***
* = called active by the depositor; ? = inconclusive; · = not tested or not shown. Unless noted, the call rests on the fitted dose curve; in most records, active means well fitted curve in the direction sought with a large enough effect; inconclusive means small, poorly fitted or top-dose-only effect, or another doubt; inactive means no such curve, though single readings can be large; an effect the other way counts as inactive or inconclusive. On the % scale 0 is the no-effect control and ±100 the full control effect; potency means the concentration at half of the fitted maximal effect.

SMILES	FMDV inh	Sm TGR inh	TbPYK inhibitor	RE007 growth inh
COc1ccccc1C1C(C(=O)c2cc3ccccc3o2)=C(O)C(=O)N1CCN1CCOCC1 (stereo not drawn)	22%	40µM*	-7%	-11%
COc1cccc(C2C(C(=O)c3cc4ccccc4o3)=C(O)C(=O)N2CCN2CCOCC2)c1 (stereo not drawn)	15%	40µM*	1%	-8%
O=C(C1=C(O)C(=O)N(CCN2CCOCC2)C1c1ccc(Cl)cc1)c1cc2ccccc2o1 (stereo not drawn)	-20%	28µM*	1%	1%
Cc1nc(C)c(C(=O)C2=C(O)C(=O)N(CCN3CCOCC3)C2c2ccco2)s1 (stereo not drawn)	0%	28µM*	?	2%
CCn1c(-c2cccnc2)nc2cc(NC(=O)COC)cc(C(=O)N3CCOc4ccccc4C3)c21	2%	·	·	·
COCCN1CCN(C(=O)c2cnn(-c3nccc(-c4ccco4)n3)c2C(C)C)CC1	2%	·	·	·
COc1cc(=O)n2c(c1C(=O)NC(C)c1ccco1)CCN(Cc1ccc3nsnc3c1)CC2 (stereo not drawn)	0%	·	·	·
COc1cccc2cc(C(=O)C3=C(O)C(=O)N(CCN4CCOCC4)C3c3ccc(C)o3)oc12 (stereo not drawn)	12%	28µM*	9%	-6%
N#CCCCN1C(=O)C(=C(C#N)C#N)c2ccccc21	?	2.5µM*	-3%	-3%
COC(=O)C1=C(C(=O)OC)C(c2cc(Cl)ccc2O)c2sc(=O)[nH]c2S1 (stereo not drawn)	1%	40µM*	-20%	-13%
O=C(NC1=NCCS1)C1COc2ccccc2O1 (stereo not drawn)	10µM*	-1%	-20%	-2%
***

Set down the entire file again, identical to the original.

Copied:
* = called active by the depositor; ? = inconclusive; · = not tested or not shown. Unless noted, the call rests on the fitted dose curve; in most records, active means well fitted curve in the direction sought with a large enough effect; inconclusive means small, poorly fitted or top-dose-only effect, or another doubt; inactive means no such curve, though single readings can be large; an effect the other way counts as inactive or inconclusive. On the % scale 0 is the no-effect control and ±100 the full control effect; potency means the concentration at half of the fitted maximal effect.

SMILES	FMDV inh	Sm TGR inh	TbPYK inhibitor	RE007 growth inh
COc1ccccc1C1C(C(=O)c2cc3ccccc3o2)=C(O)C(=O)N1CCN1CCOCC1 (stereo not drawn)	22%	40µM*	-7%	-11%
COc1cccc(C2C(C(=O)c3cc4ccccc4o3)=C(O)C(=O)N2CCN2CCOCC2)c1 (stereo not drawn)	15%	40µM*	1%	-8%
O=C(C1=C(O)C(=O)N(CCN2CCOCC2)C1c1ccc(Cl)cc1)c1cc2ccccc2o1 (stereo not drawn)	-20%	28µM*	1%	1%
Cc1nc(C)c(C(=O)C2=C(O)C(=O)N(CCN3CCOCC3)C2c2ccco2)s1 (stereo not drawn)	0%	28µM*	?	2%
CCn1c(-c2cccnc2)nc2cc(NC(=O)COC)cc(C(=O)N3CCOc4ccccc4C3)c21	2%	·	·	·
COCCN1CCN(C(=O)c2cnn(-c3nccc(-c4ccco4)n3)c2C(C)C)CC1	2%	·	·	·
COc1cc(=O)n2c(c1C(=O)NC(C)c1ccco1)CCN(Cc1ccc3nsnc3c1)CC2 (stereo not drawn)	0%	·	·	·
COc1cccc2cc(C(=O)C3=C(O)C(=O)N(CCN4CCOCC4)C3c3ccc(C)o3)oc12 (stereo not drawn)	12%	28µM*	9%	-6%
N#CCCCN1C(=O)C(=C(C#N)C#N)c2ccccc21	?	2.5µM*	-3%	-3%
COC(=O)C1=C(C(=O)OC)C(c2cc(Cl)ccc2O)c2sc(=O)[nH]c2S1 (stereo not drawn)	1%	40µM*	-20%	-13%
O=C(NC1=NCCS1)C1COc2ccccc2O1 (stereo not drawn)	10µM*	-1%	-20%	-2%